Good question! And one I think that every reader was meant to be left pondering. I think the author just left the story open to individual interpretation. My feeling was that Faina had experienced such an overwhelming sense of confinement that manifested itself in the illness she suffered so soon after giving birth, and she realized she could no longer live as others expected her to - not even with her child to care for. I felt like she might come back at some point, on a dark, snowy night, to flit among the trees and once again make her ghost-like presence known ... or she may have simply wandered off to die. Or possibly, to return to the world that she came from - a world not clearly defined, ethereal, OTHER-worldly.
I, too, was very confused with the ending...I understand what Bajablonde says and agree with it, however, i just wish the ending would have been more defined. I wasn't sure if Faina died or just disappeared as usual and return. I would have preferred some closure.
Interesting . . . it never occurred to me that Faina might still be alive. I interpreted it that she went off into the snow to die. I guess I thought that because she left all her clothes and in the epilogue it sounded like she hasn't been around since that night. But you're right, nothing definite is stated.
Even more puzzling than the ending was Faina's origins. We're made to believe on one level that Jack and Mabel "created" her by building the snow girl that one fateful night, but based on what Jack discovers in that secret house built into the mountainside, it seems as if Faina had real parents. So...where did the little girl come from, exactly?? Overall, thought this was the most beautifully written story I've read in a long time.
I was under the impression that Faina had indeed died at the end. The description of her clothes lying on the ground, with the nightgown still buttoned and inside the coat -- sounds as though she actually melted, which would have been consistent with the way she sweated indoors in some of the scenes, and needed cold air and snow to feel better. Although she was taken outdoors by Garrett and Mabel, it was too late as the fever was within. It would also have been consistent with her magical quality, as humans cannot melt ;) It was as if she melted away due to having been "tamed" or domesticated, even though she wanted to (she had NOT wanted to as a child, when Mabel had tried to get her to stay and be schooled). Her dying also would be consistent with the story that Mabel read in the fairy tale book -- recall that she would occasionally refer to the book in order to know the snow child's fate. At one point, she studies the scene in the book where the snow maiden is getting married, and on another page, Mabel sees the wedding flowers worn on the girl's head as a type of "grave marker" in the ground. It's as if Mabel, by looking at the book, knew what could happen after Faina got married and began living in a cabin with Garrett. It's why Mabel felt light-headed and sick at the wedding. She knew. It was as though Faina was never meant to be tamed, to become a wife and mother, responsible for another human -- although she did try and she did express a strong desire to care for her baby. At the end, Faina is gone and her son seems to be around 5 or 6 years old, which means that Faina hasn't been back for several winters. However, Mabel and Jack seem to hold out hope that one day she will return. The story specifically states that Mabel and Jack avoided the fairy tale book after Faina disappeared -- maybe they didn't want to know if the fable said she would never return. I think it's why the story ends with Jack and Mabel looking out the window, and Mabel says, "it's snowing". With every snowfall, they can hope. Looking at the fairy tale book would perhaps spoil that hope for them -- it's as if they don't want to know, hope is better.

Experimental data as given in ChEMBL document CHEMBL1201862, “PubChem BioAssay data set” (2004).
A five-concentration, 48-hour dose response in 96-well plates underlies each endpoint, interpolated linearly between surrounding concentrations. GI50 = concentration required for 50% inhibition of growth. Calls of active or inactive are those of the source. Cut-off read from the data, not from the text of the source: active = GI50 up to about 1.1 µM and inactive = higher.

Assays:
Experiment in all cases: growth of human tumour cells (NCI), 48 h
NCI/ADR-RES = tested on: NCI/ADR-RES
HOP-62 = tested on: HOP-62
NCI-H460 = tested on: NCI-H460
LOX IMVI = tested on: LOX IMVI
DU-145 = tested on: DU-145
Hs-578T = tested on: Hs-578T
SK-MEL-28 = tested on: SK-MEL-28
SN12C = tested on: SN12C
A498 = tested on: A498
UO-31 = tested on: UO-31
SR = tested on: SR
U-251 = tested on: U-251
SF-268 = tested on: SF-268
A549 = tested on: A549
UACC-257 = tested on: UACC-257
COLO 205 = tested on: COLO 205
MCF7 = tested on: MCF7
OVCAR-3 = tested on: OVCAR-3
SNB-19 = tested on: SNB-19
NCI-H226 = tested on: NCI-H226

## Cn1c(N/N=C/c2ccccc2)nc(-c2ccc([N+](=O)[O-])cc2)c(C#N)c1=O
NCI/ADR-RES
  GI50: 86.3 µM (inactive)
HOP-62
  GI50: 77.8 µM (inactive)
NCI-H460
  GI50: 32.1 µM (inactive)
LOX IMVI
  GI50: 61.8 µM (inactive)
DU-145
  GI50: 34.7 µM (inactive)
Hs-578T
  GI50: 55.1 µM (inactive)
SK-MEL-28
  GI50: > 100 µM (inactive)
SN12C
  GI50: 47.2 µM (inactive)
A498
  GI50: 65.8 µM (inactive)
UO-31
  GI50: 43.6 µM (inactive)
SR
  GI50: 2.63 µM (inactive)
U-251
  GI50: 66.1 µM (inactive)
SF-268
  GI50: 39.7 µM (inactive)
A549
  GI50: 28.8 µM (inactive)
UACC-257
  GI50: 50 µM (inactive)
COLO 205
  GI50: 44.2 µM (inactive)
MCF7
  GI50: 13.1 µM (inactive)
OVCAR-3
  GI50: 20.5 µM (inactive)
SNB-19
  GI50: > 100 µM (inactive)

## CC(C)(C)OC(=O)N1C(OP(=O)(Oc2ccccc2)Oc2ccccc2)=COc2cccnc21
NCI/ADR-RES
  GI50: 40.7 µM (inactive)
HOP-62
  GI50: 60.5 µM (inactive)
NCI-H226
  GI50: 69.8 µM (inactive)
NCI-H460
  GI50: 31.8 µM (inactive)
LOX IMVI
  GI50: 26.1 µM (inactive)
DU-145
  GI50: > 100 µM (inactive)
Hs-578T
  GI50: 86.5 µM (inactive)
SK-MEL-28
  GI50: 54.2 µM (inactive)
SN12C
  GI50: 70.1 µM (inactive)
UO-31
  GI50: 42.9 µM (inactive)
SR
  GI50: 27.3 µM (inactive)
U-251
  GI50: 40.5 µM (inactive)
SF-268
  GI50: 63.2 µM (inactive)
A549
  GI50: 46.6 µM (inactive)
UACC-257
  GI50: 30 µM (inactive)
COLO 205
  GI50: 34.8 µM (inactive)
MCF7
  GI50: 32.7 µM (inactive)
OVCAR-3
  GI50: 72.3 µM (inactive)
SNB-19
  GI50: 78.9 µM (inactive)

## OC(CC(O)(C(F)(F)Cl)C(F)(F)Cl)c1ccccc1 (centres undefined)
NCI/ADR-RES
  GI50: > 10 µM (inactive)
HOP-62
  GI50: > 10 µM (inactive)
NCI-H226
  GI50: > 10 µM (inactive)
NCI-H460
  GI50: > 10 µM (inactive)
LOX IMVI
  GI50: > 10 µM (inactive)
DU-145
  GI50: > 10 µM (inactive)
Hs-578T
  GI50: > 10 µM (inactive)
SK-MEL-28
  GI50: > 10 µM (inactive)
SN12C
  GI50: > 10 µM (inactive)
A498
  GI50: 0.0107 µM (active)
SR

What a beautiful response! Perhaps Faina as a spirit was offered the chance to become human for awhile, much like The Little Mermaid? She could take human form, but there were rules, which, if broken, meant she must return to spirit form again. The wide openness of the ending, and the never quite knowing her origins, only magnified the mystical quality of the book. We have been discussing the absence of talking marks with Faina in another thread. Perhaps the idea is that we can never truly fathom the Great Mystery that is life.
rI loved the ending, it leaves you with the ability to imagine what really happened. As we can see from the above responses Faina could have died by melting away or she could have shed her clothes and gone off to live in the snowy reaches of Alaska.
While Mabel referenced the Russian fairy tale at one point in the book, after she had been thinking of the wreath of flowers as a grave marker the thought came to her "Why not choose Joy." In other words, what was happening to them did not have to end the way the Russian fairy tale did.
I wonder if the swan feathers that Faina put on her wedding dress were a symbol of her desire or intention to fly away from this situation. Or did they symbolize her fear that she would die from going through with the marriage.
So you can think of all the possible endings, sketch them out, and choose the one most satisfying to you. I think this is how a good author engages the reader....makes them become a co-author of the ending.